How food has come ‘a’-LIVE on our screens and in our homes

Be it the need to sustain or the desire to entertain, food has always played a significant role. Never has this been more evident than in these covid-induced lockdown months, when we found ourselves cooking, eating and exploring cuisines from far and wide like never before.

30 Sep 2020

In February 2020, when Godrej Food Trend Report 2020 was launched, one thing was very clear: what we eat was no longer confined to our home kitchens or home cities. The report, based on inputs of over a hundred and fifty culinary experts from across India, had clearly identified Culinary Exploration as one of the top trends for 2020. This, according to the report, was India’s year of exploration via its palate. Cuisines, cooking styles, even beverages were already breaking barriers of region, community, and geography. The Indian consumer was ready to embrace newer, more unique flavours.

And then, thanks to the pandemic, 2020 unfolded in ways the world had never expected it to.

Locked up at home with just the staples at hand wasn’t an ideal scenario for the culinary explorer, and yet they made it so. With nothing else to do, people took to cooking – and eating – with a vengeance. Almost overnight innovative ways of using same old staples were explored. Instagram flooded with pictures and stories of hyper-local cuisines; Facebook saw new culinary groups coming together and YouTube became the go-to place to learn how to make everything from samosa to jalebi, to momos and panipuri. It was as though the world had become one big potluck—only contactless.

While some started exploring long-forgotten family treasures, others looked outwards to experiment with hyper-local and explore global cuisines. Social media, especially Instagram, played a pivotal role in this Culinary Exploration. Cook-along sessions, live talks, personal histories, family recipes, and deep-dives into niche culinary areas like breads, curries, pickles, spices and desserts began and a whole new world of food unravelled on our smartphone screens.

“I was at my mother’s place and thoroughly bored when I found a diary with grandmother’s recipes,” recalls Shubhra Chatterji, food researcher, and director of many iconic TV food shows, when I spoke to her on our LIVE chat at Vikhroli Cucina’s latest series of talks focusing on the food trends of 2020. One of the recipes, an orange pudding that she made with just three ingredients, piqued the curiosity of her followers so much that Shubhra decided to cook it live. And thus was born one of the most popular crowd sourced Instagram LIVE series #HistoryOnAPlate, a real-time interaction between Shubhra and a guest broadcasted through Instagram’s LIVE service, where they spoke about and cooked old family recipes. Over the following months, Shubhra virtually travelled to home kitchens all over the country. Her guests meanwhile cooked authentic family recipes notwithstanding the borders of geography, community, cuisine, region, faith, ingredient, or gender. My family recipe of Uttar Pradesh’s staple rice dish, Tehri, that I had cooked on the LIVE back in May, for example, is still being cooked as far as the UK, US and Australia, apart from all corners of India of course.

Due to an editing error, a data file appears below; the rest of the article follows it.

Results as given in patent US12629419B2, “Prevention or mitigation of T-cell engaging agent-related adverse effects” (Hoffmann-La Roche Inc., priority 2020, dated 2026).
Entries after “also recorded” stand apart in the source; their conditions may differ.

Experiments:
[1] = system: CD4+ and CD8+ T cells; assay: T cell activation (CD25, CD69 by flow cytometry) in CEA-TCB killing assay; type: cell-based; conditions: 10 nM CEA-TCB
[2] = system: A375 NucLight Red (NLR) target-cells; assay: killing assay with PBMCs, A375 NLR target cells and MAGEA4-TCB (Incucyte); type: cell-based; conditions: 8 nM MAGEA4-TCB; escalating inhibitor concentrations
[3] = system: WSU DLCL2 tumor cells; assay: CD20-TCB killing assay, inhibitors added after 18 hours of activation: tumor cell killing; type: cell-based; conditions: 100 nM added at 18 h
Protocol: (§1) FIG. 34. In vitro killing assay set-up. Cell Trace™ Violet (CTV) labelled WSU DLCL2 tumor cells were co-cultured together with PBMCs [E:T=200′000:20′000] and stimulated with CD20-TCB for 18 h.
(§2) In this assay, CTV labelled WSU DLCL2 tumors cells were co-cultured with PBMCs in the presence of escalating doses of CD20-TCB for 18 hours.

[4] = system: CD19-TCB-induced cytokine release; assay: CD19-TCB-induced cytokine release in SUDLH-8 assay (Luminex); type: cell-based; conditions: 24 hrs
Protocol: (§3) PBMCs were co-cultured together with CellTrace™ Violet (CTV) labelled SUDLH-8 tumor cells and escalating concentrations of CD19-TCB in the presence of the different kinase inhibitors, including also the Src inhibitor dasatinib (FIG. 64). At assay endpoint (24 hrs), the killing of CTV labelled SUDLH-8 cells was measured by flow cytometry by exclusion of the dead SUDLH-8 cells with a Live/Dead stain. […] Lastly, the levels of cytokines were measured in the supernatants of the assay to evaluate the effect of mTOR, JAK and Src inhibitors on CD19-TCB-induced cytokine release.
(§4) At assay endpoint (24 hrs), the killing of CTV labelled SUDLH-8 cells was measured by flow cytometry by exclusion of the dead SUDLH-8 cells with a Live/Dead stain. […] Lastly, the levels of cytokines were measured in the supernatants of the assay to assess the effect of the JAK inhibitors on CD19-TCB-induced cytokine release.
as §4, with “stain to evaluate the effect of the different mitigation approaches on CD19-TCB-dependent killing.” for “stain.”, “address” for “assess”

If Shubhra’s series spoke about recipes, Rushina Musnhaw Ghildiyal helped us peep inside spice boxes with #SpiceChroniclesWithRMG. On a journey of mapping spices and flavours throughout India, Rushina began uncovering the mystical gamut of spices that lend our regional cuisines their characteristic flavour and taste. With no geographical borders to hold them back, these culinary explorers showed no sign of stopping. Ruchi Srivastava’s series #khanakisseaurkahania taught us about the culinary culture around Ramazan and Eid and the many nuances within Muslim cuisines in India and globally. Featuring guests from Bangladesh, Iran, Pakistan, besides Kashmir, Assam, Kerala, Bengal, and other parts of India, the series played on her Instagram channel GreedGoddess to full houses. It was not only food and recipes that were shared, deep bonds were formed and many friendships were forged over these sessions.

Another aspect of culinary explorations was seen through workshops and classes. As people developed interest in specific areas of food, they invested time and money to learn more about it. With workshops like desi sourdough, lacto fermentation by Sangeeta Khanna, Sourdough class by Anita Raina, or Ayurveda Workshops by Amrita Kaur, people took to learning about food with an unprecedented enthusiasm. There were also deep dives into more academic aspects of food with academic events like Dr. Kurush Dalal’s Studying Food Workshop (which explored the historical and anthropological aspects of food) and Shubhra Chatterjee’s Desi Cultures ( a workshop on fermentation practices across India). Each of these saw emergence of a new culinary explorer looking at food through the lens of academics, history, and anthropology.

“The Pandemic forced us to be home-bound, and  we turned this misfortune into an opportunity,” says Rushina Munshaw Ghildiayal, designer and editor of GFTR, when we discuss trends expediting in 2020. “Locked at home, some made the most of ingredients at hand, others spent time and energy learning about them.”  Whatever the reason we are exploring food like never before, and that is great news.

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